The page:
It is easy to brush off all the recent talk of fake news as a folly. However, 2016 proved it could have real-world consequences.
Fake news has the potential to hurt reputations of individuals, businesses and organizations. Though fake news has been around for thousands of years, social media has created a channel for these sorts of contrived stories to spread quickly and be more creditable.
What is fake news? And where does it come from?
There are hoax news or fake news websites created to deliberately publish hoaxes, propaganda and disinformation. They use social media to drive traffic to their sites and amplify their effect. These websites are a cottage industry bringing in real money as in $3,000-$10,000 per day through Google Adsense for their publishers.
The stories are often made up, but many are plagiarized or Frankensteined from established news outlets.
According to Pew Research Center surveys, 62 percent of Americans get their news from social media. And of that number, 44 percent get their news specifically from Facebook. In 2016, they found that 23 percent of Americans have shared a made-up news story either knowingly or not. And that made-up news has caused a lot of confusion.
How does fake news sites hurt businesses?
Hoax news sites are designed to trick the reader, user and consumer.
One example of a small business feeling the effects of fake news is a pizza restaurant in Washington, D.C. called Comet Ping Pong. It was the target of unfounded rumors alleging it was the center of a child-abuse ring run by Hillary Clinton and her campaign chair, John Podesta. It was completely untrue, but the owner and employees were subject to a barrage of threats via social media to the point that police were stationed at the location to protect patrons who were often families.
The situation escalated when a man from North Carolina fueled by the baseless stories entered the restaurant with a rifle and started shooting. No one was hurt. Due to the hoax, business was affected, but lives could have been lost.
Comet Ping Pong was the direct target of the fake stories. But these sorts of stories could indirectly affect a business, too.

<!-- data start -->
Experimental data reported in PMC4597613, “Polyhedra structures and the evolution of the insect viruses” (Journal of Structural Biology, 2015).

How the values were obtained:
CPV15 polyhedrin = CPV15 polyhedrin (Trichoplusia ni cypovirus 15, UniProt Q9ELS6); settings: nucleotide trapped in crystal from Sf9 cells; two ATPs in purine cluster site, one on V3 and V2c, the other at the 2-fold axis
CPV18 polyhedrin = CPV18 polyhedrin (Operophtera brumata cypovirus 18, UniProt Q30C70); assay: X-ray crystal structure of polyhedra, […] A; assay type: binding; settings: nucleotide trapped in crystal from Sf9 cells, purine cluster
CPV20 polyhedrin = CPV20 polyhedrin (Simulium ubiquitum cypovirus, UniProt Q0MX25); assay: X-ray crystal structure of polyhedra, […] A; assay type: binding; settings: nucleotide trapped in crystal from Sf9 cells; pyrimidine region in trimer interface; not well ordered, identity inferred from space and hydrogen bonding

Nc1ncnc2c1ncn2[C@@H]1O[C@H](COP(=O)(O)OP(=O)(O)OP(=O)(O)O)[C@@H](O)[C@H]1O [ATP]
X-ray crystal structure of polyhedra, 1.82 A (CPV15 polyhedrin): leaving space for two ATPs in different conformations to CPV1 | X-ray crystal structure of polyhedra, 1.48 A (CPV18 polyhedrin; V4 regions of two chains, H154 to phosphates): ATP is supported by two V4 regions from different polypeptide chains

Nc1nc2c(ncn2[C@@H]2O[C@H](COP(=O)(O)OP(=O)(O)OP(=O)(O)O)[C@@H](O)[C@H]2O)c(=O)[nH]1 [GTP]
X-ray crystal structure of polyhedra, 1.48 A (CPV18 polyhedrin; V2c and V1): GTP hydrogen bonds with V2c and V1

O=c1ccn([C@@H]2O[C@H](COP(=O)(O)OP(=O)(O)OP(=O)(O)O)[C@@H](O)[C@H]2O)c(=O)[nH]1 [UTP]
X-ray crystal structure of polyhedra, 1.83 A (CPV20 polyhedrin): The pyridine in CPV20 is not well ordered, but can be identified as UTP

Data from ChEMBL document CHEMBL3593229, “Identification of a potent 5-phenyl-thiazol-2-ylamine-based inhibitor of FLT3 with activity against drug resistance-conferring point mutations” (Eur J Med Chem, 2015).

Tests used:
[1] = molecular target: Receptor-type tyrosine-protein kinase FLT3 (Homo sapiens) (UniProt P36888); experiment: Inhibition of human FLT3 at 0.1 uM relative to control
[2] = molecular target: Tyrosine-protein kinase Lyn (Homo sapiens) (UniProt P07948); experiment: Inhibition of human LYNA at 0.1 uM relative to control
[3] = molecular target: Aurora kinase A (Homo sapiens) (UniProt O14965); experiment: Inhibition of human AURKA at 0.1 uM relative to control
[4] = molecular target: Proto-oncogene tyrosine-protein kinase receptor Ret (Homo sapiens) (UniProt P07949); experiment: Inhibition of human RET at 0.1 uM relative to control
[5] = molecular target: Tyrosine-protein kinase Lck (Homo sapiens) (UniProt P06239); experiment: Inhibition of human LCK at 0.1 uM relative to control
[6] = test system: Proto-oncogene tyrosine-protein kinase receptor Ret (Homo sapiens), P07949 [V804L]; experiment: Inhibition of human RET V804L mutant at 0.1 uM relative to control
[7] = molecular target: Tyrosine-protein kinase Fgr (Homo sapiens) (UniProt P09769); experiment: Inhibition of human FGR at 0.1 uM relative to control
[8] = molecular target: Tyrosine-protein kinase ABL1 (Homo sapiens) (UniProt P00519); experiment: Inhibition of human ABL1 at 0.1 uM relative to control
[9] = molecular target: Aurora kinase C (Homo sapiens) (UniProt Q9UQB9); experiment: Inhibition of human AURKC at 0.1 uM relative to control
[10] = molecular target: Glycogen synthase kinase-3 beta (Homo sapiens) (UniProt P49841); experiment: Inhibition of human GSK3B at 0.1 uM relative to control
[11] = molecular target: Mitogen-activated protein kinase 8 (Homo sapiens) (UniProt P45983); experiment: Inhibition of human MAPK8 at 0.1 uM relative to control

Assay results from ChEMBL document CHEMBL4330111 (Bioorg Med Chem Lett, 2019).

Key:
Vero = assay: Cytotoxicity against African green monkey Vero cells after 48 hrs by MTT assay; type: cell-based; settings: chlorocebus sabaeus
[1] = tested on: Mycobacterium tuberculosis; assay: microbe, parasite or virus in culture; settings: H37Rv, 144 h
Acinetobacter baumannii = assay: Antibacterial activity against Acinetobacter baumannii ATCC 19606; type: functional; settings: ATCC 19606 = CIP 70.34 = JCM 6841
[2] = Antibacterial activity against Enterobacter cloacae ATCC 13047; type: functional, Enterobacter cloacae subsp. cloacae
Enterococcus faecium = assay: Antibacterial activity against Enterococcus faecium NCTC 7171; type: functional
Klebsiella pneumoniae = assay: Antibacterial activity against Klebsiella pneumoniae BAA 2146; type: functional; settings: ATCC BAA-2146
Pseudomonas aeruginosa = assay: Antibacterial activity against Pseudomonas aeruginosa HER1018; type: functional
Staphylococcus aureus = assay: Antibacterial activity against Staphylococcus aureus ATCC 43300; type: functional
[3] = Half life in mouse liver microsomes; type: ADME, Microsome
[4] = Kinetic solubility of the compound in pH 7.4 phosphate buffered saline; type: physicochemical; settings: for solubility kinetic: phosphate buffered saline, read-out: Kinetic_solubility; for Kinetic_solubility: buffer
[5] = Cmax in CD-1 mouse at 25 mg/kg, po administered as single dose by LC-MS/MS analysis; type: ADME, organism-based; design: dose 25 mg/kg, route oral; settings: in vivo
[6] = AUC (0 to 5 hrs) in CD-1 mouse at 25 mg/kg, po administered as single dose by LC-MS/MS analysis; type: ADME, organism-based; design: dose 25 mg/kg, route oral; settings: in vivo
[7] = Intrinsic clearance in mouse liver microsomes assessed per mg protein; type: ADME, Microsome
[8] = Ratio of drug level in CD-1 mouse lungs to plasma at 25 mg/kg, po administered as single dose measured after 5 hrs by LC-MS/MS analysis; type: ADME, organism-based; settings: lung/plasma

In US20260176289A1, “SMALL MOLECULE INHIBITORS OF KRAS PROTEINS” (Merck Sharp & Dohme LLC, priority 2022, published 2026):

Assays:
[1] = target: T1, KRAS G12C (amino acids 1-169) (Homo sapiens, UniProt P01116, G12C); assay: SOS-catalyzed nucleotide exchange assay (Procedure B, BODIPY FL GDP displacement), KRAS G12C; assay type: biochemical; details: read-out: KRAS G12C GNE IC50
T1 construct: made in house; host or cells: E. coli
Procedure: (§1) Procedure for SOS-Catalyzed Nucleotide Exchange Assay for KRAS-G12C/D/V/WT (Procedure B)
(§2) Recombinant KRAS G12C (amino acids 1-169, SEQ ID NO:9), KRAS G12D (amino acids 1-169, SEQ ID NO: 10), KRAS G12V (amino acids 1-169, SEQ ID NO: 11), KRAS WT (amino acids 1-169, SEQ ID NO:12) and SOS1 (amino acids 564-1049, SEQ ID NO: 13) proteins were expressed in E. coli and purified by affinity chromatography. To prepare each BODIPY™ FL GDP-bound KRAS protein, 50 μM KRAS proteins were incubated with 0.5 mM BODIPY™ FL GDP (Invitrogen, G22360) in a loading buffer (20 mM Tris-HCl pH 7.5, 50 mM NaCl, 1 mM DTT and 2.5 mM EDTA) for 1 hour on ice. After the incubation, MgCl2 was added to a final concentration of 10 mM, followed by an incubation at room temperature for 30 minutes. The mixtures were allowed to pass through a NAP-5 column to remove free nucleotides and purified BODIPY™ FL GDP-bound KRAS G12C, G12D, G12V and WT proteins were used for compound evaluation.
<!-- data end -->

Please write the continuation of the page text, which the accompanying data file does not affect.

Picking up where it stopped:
Case in point is a photo that went viral on social media showing buses supposedly transporting paid protesters in Austin taken by a Twitter user. The buses just happened to be near where then presidential candidate Donald Trump was speaking and it was inferred that they were going to protest.
It was not true.
Turns out that the buses were transporting conference participants of a software company. Indirectly, two companies, the bus company and the software company, were drawn into the fake story having to react.
What can organizations do?
Due to the viral nature of hoax news, it will frequently appear high in search results. But as time passes, it will fall off the first page of results.
What if those negative search results aren’t going away. Your business might need to use what’s called a reverse search engine optimization program. The program will create positive mentions of your business to outrank the negative results. This is done through issuing media releases; adding new content to your website; creating and/or posting regularly to social media pages and encouraging customers to write online reviews.
What can readers do?
While the Pew Research Center results found that Americans feel confident they can spot fake news, here are some tips you can do to protect yourself:
▪ Consider the source of the information.
▪ Read beyond the headline.
▪ Check the author.
▪ Look to see if the information stands up to fact checking.
▪ Check the date.
Together, we can limit fake news.